The second child is supposed to learn from the eldest child’s mistakes and emulate the good deeds, thus becoming more adept in handling issues (Jefferson,1998).
The youngest child is seen to be babied for a long time and may be more likely to maintain dependency from parents.
Birth order has been seen to affect roles and jobs that one takes on in a family.
Most of the responsibilities are given to the oldest sibling and then chronologically dispersed to other sibling. If the oldest child is a girl, the mother often views her as premature or as a “little adult”.
The oldest daughter is frequently seen as her mother’s angel,, devotion, and is given attention. She also, however, gets the brunt of strong parental supervision.
Generally firstborns are reprimanded or punished earlier and more severely than their younger siblings (Percy et al, 2003).
If the oldest child is a boy, he is seen as a grown up and mature person as is given most of the responsibilities.
Description of My Birth Order
My family consists of five members, both parents, two boys and a girl. I am the first born among the three. Followed by my brother who is two years younger that me. My sister then follows my brother. The two have an age difference of two years.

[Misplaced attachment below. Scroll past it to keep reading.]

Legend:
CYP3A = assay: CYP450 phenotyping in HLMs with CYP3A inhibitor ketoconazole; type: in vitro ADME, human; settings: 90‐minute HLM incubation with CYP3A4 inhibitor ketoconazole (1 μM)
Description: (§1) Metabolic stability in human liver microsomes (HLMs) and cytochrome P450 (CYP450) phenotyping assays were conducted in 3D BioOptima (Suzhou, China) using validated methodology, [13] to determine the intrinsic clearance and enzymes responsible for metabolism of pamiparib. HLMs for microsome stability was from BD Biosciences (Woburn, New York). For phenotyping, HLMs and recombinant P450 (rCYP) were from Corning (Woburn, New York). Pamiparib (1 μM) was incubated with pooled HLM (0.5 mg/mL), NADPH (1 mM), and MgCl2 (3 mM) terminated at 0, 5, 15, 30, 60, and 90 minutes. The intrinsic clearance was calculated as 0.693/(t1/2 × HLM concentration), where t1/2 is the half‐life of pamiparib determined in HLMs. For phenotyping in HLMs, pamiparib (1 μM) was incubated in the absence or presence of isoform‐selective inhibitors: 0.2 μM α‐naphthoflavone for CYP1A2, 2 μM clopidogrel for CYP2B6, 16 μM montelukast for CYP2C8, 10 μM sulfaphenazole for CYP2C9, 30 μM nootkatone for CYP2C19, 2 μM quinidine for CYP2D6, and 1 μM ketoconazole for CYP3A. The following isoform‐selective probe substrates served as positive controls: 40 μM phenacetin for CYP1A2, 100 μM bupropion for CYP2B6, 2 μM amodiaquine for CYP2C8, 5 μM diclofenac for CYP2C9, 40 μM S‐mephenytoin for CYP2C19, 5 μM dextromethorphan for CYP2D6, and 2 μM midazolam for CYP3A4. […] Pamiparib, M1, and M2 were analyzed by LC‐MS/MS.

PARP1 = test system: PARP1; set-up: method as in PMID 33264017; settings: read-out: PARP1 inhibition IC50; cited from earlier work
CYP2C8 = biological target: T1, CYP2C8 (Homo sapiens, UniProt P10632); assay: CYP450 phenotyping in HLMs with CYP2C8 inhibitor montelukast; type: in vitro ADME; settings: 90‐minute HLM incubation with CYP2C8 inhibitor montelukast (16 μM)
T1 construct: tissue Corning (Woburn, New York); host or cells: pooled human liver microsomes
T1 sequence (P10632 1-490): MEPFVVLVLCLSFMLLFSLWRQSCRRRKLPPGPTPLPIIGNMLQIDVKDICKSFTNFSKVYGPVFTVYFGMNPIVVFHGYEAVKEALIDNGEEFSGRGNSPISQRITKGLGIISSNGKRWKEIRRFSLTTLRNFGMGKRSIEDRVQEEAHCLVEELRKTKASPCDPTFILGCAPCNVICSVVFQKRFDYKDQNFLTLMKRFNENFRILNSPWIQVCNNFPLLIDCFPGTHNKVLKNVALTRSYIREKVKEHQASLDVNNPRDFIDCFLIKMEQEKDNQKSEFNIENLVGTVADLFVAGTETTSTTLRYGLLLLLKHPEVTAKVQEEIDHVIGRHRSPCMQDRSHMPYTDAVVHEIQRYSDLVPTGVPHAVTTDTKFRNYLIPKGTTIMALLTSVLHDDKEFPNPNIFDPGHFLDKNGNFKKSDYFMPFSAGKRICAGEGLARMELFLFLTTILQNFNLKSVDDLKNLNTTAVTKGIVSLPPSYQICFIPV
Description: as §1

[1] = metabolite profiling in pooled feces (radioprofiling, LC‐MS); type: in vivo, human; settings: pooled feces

From my observations, Adler’s theory still works up to date. It is evident from our family.
When I was the only child, I used to get all the attention I needed. If I asked my parents to buy me something, they would do it without hesitation.
I was able to be taken to a high cost school since I was the sole child. Two years down the line when my brother was born, most of the attention that i was used to started decreasing. A lot of attention and time was given to my younger brother.
I started noticing that he was in someway superior to me because he got more attention.
When he was at age to attend school, I was shifted from the high cost school and was taken to a lower cost school together with my brother.
Three years down the line, my sister was born. There was a lot of excitement since she was the only girl.
The little attention that was given decreased even more. My brothers attention also decreased as it was shifted to my sister.